Tags » ‘character counts’

Big Kid, Little Kid

October 17th, 2012 by

Here is a recent article I wrote for our after-school center’s newsletter about mixed-age groups:

One of the questions I am asked most frequently about the philosophy at our after-school program is centered around the fact that we allow age groups to mix freely during the day.  Kindergarteners can freely mingle with the 4th and 5th graders, and it’s not uncommon to see a 3rd grader playing with someone either 2 years his/her junior or senior.

Of course, there is a valid concern that younger children are at risk of being bullied by older children in a relationship where there is a “power imbalance”.  This is, of course, a possibility (as it is in any relationship – even into adulthood)… but it is a possibility of which our qualified and caring staff members are aware, and proactively seek to prohibit.  The emotional and social safety of all the children are major pillars of the work we do in our after-school program.

With that in mind, it’s important to look at the major benefits reaped through mixed-age play.  One of the major precepts of our center’s philosophy is that School-Age sites are, in the end, miniature societies, complete with their own unique patterns of relationships, values, and ethics.  Through our emphasis of the Character Counts! pillars of character (Trustworthiness, Respect, Responsibility, Fairness, Caring, and Citizenship), we are creating the kind of social “fabric” in our group that helps pave the way for positive, beneficial relationships between all ages.

According to a study by South Dakota State researcher Marilyn F. Rasmussen, children who are routinely a part of mixed age groups after school consistently experience “positive social interactions…such as cooperation, nurturing, inclusion, and sharing.”   Rasmussen continues to expand on the learning of cooperation:

 

            In a mixed-age group, mutually reinforcing perceptions
come together to produce cooperation. Young children
look to older children to provide leadership, helpfulness
and empathy. Older children perceive younger children as
in need of guidance and help. A collaborative spirit
replaces the competitive tendency frequently found among
same-age mates. Cooperative actions and reactions bring
out a sense of caring in older children, and they typically
accept the responsibility of being a role model.

 

In my 20+ years of working with mixed-age afterschool groups, I have found that older children identify with roles that encourage the growth of responsible behavior; that older kids receive “hands on” experience in being the nurturer, caregiver, resident expert, and “big brother/sister”.  The younger kids benefit by having accessible role models, and learn that older friends can become allies; I’ve also seen that children who develop relationships with older kids are more confident and less susceptible to bullying as they grow.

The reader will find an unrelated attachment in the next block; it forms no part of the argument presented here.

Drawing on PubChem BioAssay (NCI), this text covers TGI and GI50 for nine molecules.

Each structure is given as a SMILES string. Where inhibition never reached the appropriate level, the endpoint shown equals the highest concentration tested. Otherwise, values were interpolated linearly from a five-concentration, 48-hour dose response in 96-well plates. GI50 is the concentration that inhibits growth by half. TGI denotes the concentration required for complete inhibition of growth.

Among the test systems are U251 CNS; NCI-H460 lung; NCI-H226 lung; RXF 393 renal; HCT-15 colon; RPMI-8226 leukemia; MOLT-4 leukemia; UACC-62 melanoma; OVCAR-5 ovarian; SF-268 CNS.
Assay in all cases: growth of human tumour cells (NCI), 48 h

In the end, a mixed age group more closely represents what children will find outside the gates of the school – in “real life”, if you will – and having experience and comfort in negotiating such situations can build confidence, empathy, and living skills for all involved.

Restarting the Conversation

August 31st, 2009 by

Over the summer, we let the ball drop.

We have spent the past three (really? has it been three?) years working with the kids in our afterschool program in the context of the Josephson Institute’s CHARACTER COUNTS program.   At times using curriculum from the Instititute, and most of the time crafting our own relatable curriculum around the six pillars (Trustworthiness, Respect, Responsibility, Fairness, Caring, and Citizenship), we’ve spent a fair amount of time engaging the children in the meaning and import of these abstract ideas.cc-bnr-6pillar

Then, for some reason… call it laziness, failure to plan, summer overwhelm, whatever… we stopped talking about the pillars this past summer.  And guess what?  The ideas and behaviors that had become a daily “given” at the site (older kids helping younger, sharing, and a sense of community) simply fell out of existence.

The beautiful thing is, now that the school year is underway, and we’re back to a more normalized (ritualized) schedule, the pillars have once again become part of the conversation.  We opened with our first “Word of the Week” (WOW) and we chose the one word that sums up what it is we’re up to as a group:  COMMUNITY.

Lo, and behold- as if a magic switch were flipped, the kids are back in the swing of things.

Or, I should say, the kids are back in the conversation.

Not a casual, one-on-one conversation, but the conversation.

The conversation is made up of all the hundreds (if not thousands) of smaller daily words, actions, and conversations between the teachers and kids (and the teachers and teachers and the kids and kids as well).

I once took a course that tantalizingly held out the maxim that “the only way to transform an organization, is to raise the level of the conversation.”  When we talk with kids and keep them in THE CONVERSATION, we keep our community in existence.  Instead of looking to find ways to make children “behave”, perhaps we should be looking for ways to raise the conversation.